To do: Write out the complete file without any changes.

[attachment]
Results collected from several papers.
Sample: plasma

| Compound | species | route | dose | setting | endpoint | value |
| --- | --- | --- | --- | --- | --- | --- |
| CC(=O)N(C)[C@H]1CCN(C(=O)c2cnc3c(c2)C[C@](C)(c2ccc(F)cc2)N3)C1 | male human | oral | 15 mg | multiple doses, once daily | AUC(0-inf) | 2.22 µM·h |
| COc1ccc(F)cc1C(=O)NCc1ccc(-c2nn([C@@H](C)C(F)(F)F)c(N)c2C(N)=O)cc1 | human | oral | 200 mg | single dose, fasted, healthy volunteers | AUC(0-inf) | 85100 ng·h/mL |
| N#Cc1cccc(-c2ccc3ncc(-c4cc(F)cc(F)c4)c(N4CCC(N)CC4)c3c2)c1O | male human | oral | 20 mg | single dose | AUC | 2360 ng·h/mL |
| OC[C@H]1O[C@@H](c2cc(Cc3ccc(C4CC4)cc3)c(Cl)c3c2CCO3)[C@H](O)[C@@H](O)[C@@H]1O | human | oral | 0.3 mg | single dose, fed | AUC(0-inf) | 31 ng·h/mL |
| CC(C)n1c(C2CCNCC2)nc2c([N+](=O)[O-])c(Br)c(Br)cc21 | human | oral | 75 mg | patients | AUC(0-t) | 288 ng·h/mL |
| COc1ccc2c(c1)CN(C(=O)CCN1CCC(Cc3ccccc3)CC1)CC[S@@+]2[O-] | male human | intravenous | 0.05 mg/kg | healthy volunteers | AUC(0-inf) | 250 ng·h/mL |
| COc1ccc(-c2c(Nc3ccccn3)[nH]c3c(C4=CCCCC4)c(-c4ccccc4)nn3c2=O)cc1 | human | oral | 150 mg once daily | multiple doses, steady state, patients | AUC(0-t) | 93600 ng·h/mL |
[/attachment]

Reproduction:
Results collected from several papers.
Sample: plasma

| Compound | species | route | dose | setting | endpoint | value |
| --- | --- | --- | --- | --- | --- | --- |
| CC(=O)N(C)[C@H]1CCN(C(=O)c2cnc3c(c2)C[C@](C)(c2ccc(F)cc2)N3)C1 | male human | oral | 15 mg | multiple doses, once daily | AUC(0-inf) | 2.22 µM·h |
| COc1ccc(F)cc1C(=O)NCc1ccc(-c2nn([C@@H](C)C(F)(F)F)c(N)c2C(N)=O)cc1 | human | oral | 200 mg | single dose, fasted, healthy volunteers | AUC(0-inf) | 85100 ng·h/mL |
| N#Cc1cccc(-c2ccc3ncc(-c4cc(F)cc(F)c4)c(N4CCC(N)CC4)c3c2)c1O | male human | oral | 20 mg | single dose | AUC | 2360 ng·h/mL |
| OC[C@H]1O[C@@H](c2cc(Cc3ccc(C4CC4)cc3)c(Cl)c3c2CCO3)[C@H](O)[C@@H](O)[C@@H]1O | human | oral | 0.3 mg | single dose, fed | AUC(0-inf) | 31 ng·h/mL |
| CC(C)n1c(C2CCNCC2)nc2c([N+](=O)[O-])c(Br)c(Br)cc21 | human | oral | 75 mg | patients | AUC(0-t) | 288 ng·h/mL |
| COc1ccc2c(c1)CN(C(=O)CCN1CCC(Cc3ccccc3)CC1)CC[S@@+]2[O-] | male human | intravenous | 0.05 mg/kg | healthy volunteers | AUC(0-inf) | 250 ng·h/mL |
| COc1ccc(-c2c(Nc3ccccn3)[nH]c3c(C4=CCCCC4)c(-c4ccccc4)nn3c2=O)cc1 | human | oral | 150 mg once daily | multiple doses, steady state, patients | AUC(0-t) | 93600 ng·h/mL |